Section 4 of the MHA is also mentioned in the context of AMHP emergencies: this is the lesser used of the civil admission mechanisms and our long-practising colleague has relied upon s4 MHA in only 3% of his applications. I’ve heard AMHPs say that it is their local policy not to use s4 MHA because it’s not best practice but again, this is fallacious. Section 4 is on the statute book, its criteria for use are clearly defined and a situation either meets these criteria or it doesn’t. I would argue that by not using s4 when a situation involves its criteria being satisfied is bordering on outrageous if it’s purely because of a local policy preference to use s2 or s3 when the delay for a second doctor puts people at risk. That’s hardly best practice and only last week I heard of s4 MHA being relied upon by an AMHP towards the end of a s136 detention because no s12 was available.
And be under no illusions: some people have unpreventably died amidst all the waiting whilst these discussions occur in the night about whether AMHPs are an emergency service; whilst others have been safeguarded by rapid use of s4 in the real world within one of hour some officer shouting up to argue for it. I’m really not clear why a junior police officer or paramedic should care one jot that partners would prefer not to use s4 MHA. I’d prefer not to use s136 MHA, but that’s just my hard lines too, isn’t it?! – it’s part of the law and society may have a realistic expectation that I know about it and use it where the grounds are met.
There are some emergency situations to which AMHPs are key. I’ve been at them. I’ve made the phone calls having to have the argument. I have had to cite s13 MHA to try to motivate the AMHP to remember there is a legal responsibility on the local authority to ensure an AMHP ‘considers the need for an assessment’. This doesn’t mean the AMHP must actually do an MHA assessment, but the local authority is obliged to ensure an AMHP can consider it. Obviously the answer has to be “Yes – an assessment is needed” or “no – an assessment is not needed.” A reply that says, “We’re not an emergency service” is not an answer to the question of whether an assessment is needed and is not a response to the duty in s13.
Some situations will simply not be resolved without AMHPs, notwithstanding that this will also be dependent upon finding a doctor and the resolution of the NHS’s preference to operate in a way which prevents AMHPs complying with the law when they need to. There is nothing one way or the other in the Act which prevents AMHPs or their services setting themselves up in such a way as to be able to provide urgent follow-up to requests for assessments. There may be things in the real world that prevent this, such as AMHP recruitment and retention which is a real problem, but that could also be fixed without reference to the MHA by improving pay, conditions, and by resolving the non-legal matters that frustrate the hell out of AMHPs as much as they do the rest of us.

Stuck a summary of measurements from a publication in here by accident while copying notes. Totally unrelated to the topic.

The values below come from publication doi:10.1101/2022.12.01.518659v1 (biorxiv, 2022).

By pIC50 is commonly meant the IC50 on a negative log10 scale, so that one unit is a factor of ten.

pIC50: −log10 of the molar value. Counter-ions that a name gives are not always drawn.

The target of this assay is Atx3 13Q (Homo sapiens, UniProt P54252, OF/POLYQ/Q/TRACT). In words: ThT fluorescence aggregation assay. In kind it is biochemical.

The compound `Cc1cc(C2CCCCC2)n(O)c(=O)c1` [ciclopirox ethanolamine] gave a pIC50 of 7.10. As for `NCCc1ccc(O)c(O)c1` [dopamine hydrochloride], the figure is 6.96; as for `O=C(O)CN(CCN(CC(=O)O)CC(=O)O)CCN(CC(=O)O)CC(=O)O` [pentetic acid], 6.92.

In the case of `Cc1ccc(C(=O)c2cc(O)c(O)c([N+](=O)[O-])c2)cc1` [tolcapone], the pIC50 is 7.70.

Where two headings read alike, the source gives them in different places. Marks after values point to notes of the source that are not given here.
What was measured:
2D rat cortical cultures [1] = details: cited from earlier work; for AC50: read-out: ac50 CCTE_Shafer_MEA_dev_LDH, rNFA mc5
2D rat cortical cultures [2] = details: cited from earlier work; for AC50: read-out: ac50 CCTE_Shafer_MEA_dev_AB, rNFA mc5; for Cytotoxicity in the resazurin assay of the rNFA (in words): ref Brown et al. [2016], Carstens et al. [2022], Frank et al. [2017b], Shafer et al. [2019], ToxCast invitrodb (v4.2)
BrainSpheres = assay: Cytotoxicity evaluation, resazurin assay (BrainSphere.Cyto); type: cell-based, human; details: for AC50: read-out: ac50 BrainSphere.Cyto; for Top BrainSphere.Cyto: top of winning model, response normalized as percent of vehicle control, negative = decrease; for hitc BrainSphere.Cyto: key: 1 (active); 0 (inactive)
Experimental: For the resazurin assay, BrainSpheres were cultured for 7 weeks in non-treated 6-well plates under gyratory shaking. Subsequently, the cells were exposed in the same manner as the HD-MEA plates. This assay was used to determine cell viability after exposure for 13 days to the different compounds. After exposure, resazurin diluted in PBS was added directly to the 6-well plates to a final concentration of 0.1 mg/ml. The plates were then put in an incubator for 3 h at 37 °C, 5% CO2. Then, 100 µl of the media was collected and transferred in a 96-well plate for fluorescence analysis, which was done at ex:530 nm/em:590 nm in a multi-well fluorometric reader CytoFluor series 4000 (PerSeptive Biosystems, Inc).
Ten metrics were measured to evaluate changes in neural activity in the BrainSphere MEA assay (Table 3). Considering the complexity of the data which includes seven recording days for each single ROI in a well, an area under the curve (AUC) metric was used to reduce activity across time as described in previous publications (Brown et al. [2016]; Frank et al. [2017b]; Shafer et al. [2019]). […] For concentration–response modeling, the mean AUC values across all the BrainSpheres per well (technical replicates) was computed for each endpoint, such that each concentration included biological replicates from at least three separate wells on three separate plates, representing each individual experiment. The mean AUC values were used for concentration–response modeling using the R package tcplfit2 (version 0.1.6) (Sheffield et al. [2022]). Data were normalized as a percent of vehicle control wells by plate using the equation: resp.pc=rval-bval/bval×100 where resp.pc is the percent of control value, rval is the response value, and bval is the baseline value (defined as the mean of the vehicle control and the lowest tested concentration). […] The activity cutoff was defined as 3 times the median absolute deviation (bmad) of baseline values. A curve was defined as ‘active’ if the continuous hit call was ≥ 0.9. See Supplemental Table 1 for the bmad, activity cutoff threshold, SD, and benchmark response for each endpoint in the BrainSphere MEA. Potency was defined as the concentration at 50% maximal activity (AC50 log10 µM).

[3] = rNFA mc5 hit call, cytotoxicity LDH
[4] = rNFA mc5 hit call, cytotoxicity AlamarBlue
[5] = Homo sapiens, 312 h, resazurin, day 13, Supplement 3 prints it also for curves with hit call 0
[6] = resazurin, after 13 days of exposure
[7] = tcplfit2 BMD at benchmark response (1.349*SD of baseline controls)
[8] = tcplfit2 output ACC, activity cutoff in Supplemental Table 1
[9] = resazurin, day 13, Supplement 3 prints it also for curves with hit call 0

We know that section 4 applications have happened after police attendance at crisis incidents and we know that this has sometimes been possible within one hour of contacting an AMHP for support. It can and it does happen, albeit rarely – and nothing in law prevents this. As with policing and other professions: it is not just AMHPs who get to determine what AMHPs do. The law guides that, expressly or implicitly; the models of care we operate drive that because no-one would seriously argue the only thing to have changed in AMHPing since 1959 is the name we given that professional and the number of assessments undertaken. As policing has been obliged to get more involved in this territory, we’ve seen how the under-funded mental health system often attempts to make 999 services responsible for resolving things they couldn’t resolve even if they wanted to. This includes some situations where the real solution is AMHP-centred – like providing an efficient and adequate follow up to mental health emergencies in private premises.
I’ve dealt with countless cases over the years, some of them extremely high-risk, high stakes events involving extremely vulnerable people, some of them barricaded in their own bedroom with knives in circumstances where they post an obvious risk to themselves and others; as well as having given evidence in Coroner’s Court about a case where 999 crews were entirely powerless in law to safeguard a man who everyone involved believed needed urgent safeguarding the legal answer came back to the need for AMHPs, a DR and potentially a s135(1) warrant. Accepting the view that these things can take time: I also know that by me throwing resources to assist the AMHP (a fast response car and qualified driver!) we’ve gone from ‘”completely struggling” to “sorted” with AMHP on premises with doctor and warrant in less than an hour.
Despite what everyone thinks, the ambulance service are not an emergency service either (as defined) – neither are gas companies or water utilities but they obviously do deal with emergencies and they recognise they must plan and prepare for that reality in their work.
Winner of the President’s Medal from
the Royal College of Psychiatrists.
Winner of the Mind Digital Media Award.